Saturday, September 18, 2010

Quarantine: A Preparedness Essential

I was reading a lovely old book the other day and was charmed by the romantic notion of a sick room.  The picture in my mind's eye of a tender little mother nursing her dear child back to health amidst fluffy white pillows, crisp sheets and stories read in hushed tones made me desire to be just such a mother.

When I was growing up, the sick bed was most often the living room couch, where blankets were alternately piled high or kicked to the floor, depending on the temperature of the patient.  Lots of liquids were offered (if we were very lucky, it was 7-up) and my mother's cool hand was frequently laid upon fevered brows.  Tissues were strewn about the room along with throat lozenges, books and whatever diagnostic tools my mother deemed necessary for managing the illness currently troubling us.  And more often than not, one or all family members came down with the offending disease.

As I was reading my lovely old book, I saw, for the first time, beyond the charming scene of the domestic sick room.  I saw the wisdom of old time common sense.  Of course the mothers ministered to their sick in their own room.  It was her way of keeping the rest of her beloved well.  Only Mother visited the sick.  Mother ministered to their every need.  Mother wiped brows, gave sponge baths, read stories and kept watchful vigils -all in the confines of the "sick room".  This sick room, was in actuality, a quarantine.

As preppers, we may want to revisit the ways of our wise forbearers.  They knew that their survival depended on their health.  They knew that to minister to the sick in the public areas of the home would, at the least, subject the family to illness and at the worst spread death through the entire home and perhaps the community at large.

We have lost our respect for disease.  We live in a time of readily available antibiotics and other life saving medications.   No longer do we fear influenza, whooping cough or typhoid.  We think we have beaten these diseases. We are in control.  Not so, I say.  Our control is an illusion.  What if....  What if we don't have access to antibiotics.  What if Strep no longer responds to the antibiotics we have at our disposal.  What if diseases we thought we had eradicated come back in full force.  What if....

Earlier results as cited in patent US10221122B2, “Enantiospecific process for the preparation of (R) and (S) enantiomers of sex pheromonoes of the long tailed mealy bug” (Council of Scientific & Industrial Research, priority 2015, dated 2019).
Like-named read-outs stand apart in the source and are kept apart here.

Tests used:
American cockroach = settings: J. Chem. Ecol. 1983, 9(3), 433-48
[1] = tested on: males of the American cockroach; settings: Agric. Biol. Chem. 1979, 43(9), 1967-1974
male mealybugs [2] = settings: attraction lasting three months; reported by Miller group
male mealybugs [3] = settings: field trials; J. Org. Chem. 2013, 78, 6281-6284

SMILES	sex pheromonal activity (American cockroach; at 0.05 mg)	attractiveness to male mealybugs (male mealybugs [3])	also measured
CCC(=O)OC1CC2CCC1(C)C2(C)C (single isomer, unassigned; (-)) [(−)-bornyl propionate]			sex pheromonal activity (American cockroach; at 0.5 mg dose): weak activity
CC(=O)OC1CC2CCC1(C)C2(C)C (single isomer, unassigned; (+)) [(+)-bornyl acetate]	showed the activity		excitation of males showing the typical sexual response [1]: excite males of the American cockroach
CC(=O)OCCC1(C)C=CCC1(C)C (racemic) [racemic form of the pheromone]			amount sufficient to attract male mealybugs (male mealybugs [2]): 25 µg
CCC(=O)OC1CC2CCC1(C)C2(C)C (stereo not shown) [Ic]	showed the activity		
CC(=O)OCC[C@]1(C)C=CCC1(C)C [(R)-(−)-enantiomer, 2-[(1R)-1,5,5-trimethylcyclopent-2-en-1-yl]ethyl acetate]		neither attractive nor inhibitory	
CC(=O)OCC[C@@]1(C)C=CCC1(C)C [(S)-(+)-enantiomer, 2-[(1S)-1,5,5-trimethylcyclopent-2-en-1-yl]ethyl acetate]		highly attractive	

Practicing the forgotten skill of quarantine could save your life and the life of those you love.  When you have limited or no access to life saving medications, it will be essential to take a proactive role in stopping the spread of disease.  Quarantine is the essential, common sense approach to stopping disease in its tracks.

Although, initially I viewed the sick room through the lens of romantic, girlish notions, I have come to view it as a preparedness essential.


  1. The potential need for a quarantine room or separate shelter is often overlooked by preppers. Enola Gay, once again you have been given a message and were able to "forward" it to us. Thank you!

    Here in California, whooping cough is making a comeback. This is largely due to 2 reasons:
    1) People are coming here who have never been immunized and therefore bring the disease with them.
    2) People who could get their children immunized aren't doing so, the disease spreads through the unprotected.

    Whatever the reason for its re-appearance after a long absence, whooping cough is a serious threat to youngsters and some elderly.

    I'm certainly not a medical expert, but anybody who doesn't get her/his children immunized is risking the kids' lives, IMHO. I have seen what whooping cough can do. It's not a pleasant way to live, much less to die. I've seen what polio can do to a body. It's crippling, plus there is a lasting stigma that goes with it. These diseases had been widespread in America during my childhood. I pray these horrible communicable diseases don't become epidemics again.

    As for prepping for quarantine, stock alcohol wipes and bottles of alcohol. Keep some bleach on hand for cleaning contaminated surfaces and laundry. Have plenty of sheets and blankets, which may have to be burned. And have some gloves and medical masks on hand. A couple of old-fashion hot water bottles may ease those who become sick. And a few chemically-activated cold packs may also be useful. Chicken broth really does help heal the sick.

    What did people finally learn during the plague years of the Dark Ages in Europe? That cleanliness and sanitation helped prevent disease. That fresh air helped disipate the germs. That fire is the ultimate cleanser.

    One final thought: An ounce of prevention is worth a pound of cure.

    NoCal Gal

  2. Very well written. I just nursed my 5 year old back to health from and odd virus of fever, vomitting and sore throat while keeping my 4 mo old away. These unpredictable evolving virus' should scare us. Nothing angers me more than to see a mom strolling a fevering child around. Let them rest in peace. After 2 days, my son is back in health and our lives can continue. Thanks for such a thought provoking blog.